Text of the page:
Fewer Americans signed contracts to purchase previously owned homes in February as limited inventory and access to credit held back a more robust recovery in housing.
The index of pending home sales fell 0.4% to 104.8, the second-highest level since April 2010, after a revised 3.8 percent increase the prior month, the National Association of Realtors reported today in Washington. The median forecast in a Bloomberg survey called for a 0.3% drop.
A smaller number of properties for sale may be hindering buyers with access to credit, while others with limited cash for a down payment are finding it difficult to take advantage of historically low interest rates. At the same time, a pickup in property values may encourage more people to list their homes as the spring selling season gets under way.
“Lending is excessively tight and continues to be,” Benjamin Ayers, an economist with Nationwide Mutual Insurance Co. in Columbus, Ohio, said before the report. “It’s limiting the expectations for growth.”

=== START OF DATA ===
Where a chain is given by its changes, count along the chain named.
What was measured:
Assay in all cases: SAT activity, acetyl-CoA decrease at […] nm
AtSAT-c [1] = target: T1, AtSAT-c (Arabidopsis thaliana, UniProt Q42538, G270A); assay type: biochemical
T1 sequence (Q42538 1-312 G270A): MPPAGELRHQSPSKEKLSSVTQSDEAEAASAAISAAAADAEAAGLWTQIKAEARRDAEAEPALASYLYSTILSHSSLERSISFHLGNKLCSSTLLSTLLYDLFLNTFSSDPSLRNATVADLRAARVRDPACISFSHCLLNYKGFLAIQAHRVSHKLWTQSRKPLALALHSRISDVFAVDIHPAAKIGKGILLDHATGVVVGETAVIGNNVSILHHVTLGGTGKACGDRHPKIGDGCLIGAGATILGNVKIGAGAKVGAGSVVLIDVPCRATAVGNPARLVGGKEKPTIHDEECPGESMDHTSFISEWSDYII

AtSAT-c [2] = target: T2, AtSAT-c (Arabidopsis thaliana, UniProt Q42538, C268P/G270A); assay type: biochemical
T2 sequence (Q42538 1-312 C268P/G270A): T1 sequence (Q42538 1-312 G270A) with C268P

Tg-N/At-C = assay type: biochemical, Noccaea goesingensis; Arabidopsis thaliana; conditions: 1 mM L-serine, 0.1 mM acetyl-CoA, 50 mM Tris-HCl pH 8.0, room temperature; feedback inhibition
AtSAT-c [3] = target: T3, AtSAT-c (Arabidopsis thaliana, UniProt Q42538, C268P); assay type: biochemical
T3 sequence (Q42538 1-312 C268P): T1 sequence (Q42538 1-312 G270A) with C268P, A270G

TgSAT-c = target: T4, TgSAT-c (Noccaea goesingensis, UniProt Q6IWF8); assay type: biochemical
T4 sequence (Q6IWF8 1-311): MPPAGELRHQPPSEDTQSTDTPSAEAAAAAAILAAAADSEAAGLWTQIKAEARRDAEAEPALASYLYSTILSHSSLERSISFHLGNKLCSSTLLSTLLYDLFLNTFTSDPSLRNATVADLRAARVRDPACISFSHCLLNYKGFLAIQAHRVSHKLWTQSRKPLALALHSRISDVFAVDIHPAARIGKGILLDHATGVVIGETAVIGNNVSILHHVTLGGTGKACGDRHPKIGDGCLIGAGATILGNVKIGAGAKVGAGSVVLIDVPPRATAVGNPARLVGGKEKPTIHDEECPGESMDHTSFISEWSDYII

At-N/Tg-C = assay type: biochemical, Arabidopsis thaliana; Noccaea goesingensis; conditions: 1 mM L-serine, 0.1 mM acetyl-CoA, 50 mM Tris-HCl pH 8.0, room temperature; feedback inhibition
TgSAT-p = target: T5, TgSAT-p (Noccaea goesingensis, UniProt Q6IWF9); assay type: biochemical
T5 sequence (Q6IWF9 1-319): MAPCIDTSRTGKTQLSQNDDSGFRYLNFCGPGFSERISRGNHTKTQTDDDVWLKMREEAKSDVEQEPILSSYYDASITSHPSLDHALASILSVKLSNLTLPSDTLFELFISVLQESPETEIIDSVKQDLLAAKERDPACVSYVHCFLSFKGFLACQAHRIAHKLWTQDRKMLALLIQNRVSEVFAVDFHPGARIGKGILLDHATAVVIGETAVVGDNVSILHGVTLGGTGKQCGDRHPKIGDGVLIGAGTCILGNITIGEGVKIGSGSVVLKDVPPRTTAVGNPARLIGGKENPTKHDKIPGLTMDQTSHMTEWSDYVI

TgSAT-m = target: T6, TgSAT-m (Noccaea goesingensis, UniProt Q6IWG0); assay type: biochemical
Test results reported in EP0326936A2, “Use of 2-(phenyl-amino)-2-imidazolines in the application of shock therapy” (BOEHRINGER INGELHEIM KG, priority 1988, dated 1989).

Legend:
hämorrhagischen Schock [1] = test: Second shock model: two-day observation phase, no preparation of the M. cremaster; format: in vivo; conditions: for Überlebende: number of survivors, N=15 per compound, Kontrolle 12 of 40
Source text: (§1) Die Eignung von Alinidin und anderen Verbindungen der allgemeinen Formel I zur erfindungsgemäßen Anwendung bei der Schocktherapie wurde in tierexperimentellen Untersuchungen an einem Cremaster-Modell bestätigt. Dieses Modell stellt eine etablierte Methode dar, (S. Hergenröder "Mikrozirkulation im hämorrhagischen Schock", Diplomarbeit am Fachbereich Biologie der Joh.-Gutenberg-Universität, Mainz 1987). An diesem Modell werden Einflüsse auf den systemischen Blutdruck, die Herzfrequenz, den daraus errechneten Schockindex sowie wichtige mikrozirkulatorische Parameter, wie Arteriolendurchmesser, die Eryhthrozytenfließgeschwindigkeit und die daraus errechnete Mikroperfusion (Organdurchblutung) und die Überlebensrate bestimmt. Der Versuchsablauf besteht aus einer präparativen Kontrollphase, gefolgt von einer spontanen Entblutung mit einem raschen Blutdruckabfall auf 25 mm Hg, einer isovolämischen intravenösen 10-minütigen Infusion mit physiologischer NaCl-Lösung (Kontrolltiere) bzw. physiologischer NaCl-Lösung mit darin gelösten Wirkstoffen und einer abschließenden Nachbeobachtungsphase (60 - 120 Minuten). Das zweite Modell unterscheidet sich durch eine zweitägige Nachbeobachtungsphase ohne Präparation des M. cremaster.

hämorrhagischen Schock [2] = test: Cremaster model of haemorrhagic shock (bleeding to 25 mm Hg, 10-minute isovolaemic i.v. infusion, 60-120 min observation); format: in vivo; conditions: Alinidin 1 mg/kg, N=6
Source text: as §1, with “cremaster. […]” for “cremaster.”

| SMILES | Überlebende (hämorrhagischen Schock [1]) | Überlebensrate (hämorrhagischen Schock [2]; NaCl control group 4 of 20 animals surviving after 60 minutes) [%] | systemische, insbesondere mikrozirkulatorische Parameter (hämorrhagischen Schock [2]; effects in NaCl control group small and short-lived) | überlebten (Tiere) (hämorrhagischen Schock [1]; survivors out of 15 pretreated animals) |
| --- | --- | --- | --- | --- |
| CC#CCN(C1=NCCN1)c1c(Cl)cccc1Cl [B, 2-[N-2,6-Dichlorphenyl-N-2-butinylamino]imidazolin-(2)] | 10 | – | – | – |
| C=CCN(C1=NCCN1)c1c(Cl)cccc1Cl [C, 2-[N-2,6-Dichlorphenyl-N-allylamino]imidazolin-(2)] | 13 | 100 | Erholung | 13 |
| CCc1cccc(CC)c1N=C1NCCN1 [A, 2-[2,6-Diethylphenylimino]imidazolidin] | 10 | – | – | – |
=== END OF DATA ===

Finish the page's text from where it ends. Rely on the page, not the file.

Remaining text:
Estimates of 37 economists in the Bloomberg survey ranged from a drop of 3% to an increase 4%. The Realtors’ group revised January’s data from a previously reported increase of 4.5%.
Stocks fell after the Standard & Poor’s 500 Index approached a record high yesterday. The S&P 500 dropped 0.6% to 1,554.75 at 10:07 a.m. in New York.
Two of four regions saw a decrease in February pending home sales, today’s report showed, led by a 2.5% drop in the Northeast. Pending sales climbed 0.4% in the Midwest and 0.1% in the West.
Compared with a year ago, contract signings rose 5% following a 9.6% gain in the 12 months ended in January.
Pending home sales are considered a leading indicator because they track contract signings in advance of actual transactions, which are tabulated a month or two later. Existing home sales made up about 93% of the housing market last year.
Previously owned properties rose in February to the highest level in more than three years, the Realtors group reported on March 21. Sales climbed 0.8% to a 4.98 million annualized rate, the fastest since November 2009.